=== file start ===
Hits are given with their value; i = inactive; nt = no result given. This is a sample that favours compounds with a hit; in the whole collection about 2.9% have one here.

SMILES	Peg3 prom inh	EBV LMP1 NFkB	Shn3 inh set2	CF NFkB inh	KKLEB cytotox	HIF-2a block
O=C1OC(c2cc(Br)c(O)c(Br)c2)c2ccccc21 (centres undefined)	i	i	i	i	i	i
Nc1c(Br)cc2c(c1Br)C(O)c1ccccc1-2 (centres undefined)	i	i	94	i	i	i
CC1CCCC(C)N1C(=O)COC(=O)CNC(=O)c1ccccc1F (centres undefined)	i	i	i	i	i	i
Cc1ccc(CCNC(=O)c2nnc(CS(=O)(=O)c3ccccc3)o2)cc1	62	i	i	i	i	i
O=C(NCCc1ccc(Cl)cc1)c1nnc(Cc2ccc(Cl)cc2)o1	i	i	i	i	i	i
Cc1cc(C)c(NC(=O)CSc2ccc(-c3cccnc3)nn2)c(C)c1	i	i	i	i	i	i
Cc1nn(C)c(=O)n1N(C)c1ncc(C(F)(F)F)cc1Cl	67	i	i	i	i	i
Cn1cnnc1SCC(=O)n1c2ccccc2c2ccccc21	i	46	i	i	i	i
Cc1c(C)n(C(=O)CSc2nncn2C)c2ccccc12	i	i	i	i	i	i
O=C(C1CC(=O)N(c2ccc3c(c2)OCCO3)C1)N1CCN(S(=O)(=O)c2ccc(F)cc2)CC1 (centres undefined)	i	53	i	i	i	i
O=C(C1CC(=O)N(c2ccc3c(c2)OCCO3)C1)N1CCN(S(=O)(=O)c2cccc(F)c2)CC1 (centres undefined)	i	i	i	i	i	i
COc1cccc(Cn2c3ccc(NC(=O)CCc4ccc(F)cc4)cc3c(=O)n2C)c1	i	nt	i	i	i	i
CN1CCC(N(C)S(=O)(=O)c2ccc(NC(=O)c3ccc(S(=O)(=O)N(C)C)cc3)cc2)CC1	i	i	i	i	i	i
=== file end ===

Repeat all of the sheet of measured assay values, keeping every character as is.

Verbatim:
Hits are given with their value; i = inactive; nt = no result given. This is a sample that favours compounds with a hit; in the whole collection about 2.9% have one here.

SMILES	Peg3 prom inh	EBV LMP1 NFkB	Shn3 inh set2	CF NFkB inh	KKLEB cytotox	HIF-2a block
O=C1OC(c2cc(Br)c(O)c(Br)c2)c2ccccc21 (centres undefined)	i	i	i	i	i	i
Nc1c(Br)cc2c(c1Br)C(O)c1ccccc1-2 (centres undefined)	i	i	94	i	i	i
CC1CCCC(C)N1C(=O)COC(=O)CNC(=O)c1ccccc1F (centres undefined)	i	i	i	i	i	i
Cc1ccc(CCNC(=O)c2nnc(CS(=O)(=O)c3ccccc3)o2)cc1	62	i	i	i	i	i
O=C(NCCc1ccc(Cl)cc1)c1nnc(Cc2ccc(Cl)cc2)o1	i	i	i	i	i	i
Cc1cc(C)c(NC(=O)CSc2ccc(-c3cccnc3)nn2)c(C)c1	i	i	i	i	i	i
Cc1nn(C)c(=O)n1N(C)c1ncc(C(F)(F)F)cc1Cl	67	i	i	i	i	i
Cn1cnnc1SCC(=O)n1c2ccccc2c2ccccc21	i	46	i	i	i	i
Cc1c(C)n(C(=O)CSc2nncn2C)c2ccccc12	i	i	i	i	i	i
O=C(C1CC(=O)N(c2ccc3c(c2)OCCO3)C1)N1CCN(S(=O)(=O)c2ccc(F)cc2)CC1 (centres undefined)	i	53	i	i	i	i
O=C(C1CC(=O)N(c2ccc3c(c2)OCCO3)C1)N1CCN(S(=O)(=O)c2cccc(F)c2)CC1 (centres undefined)	i	i	i	i	i	i
COc1cccc(Cn2c3ccc(NC(=O)CCc4ccc(F)cc4)cc3c(=O)n2C)c1	i	nt	i	i	i	i
CN1CCC(N(C)S(=O)(=O)c2ccc(NC(=O)c3ccc(S(=O)(=O)N(C)C)cc3)cc2)CC1	i	i	i	i	i	i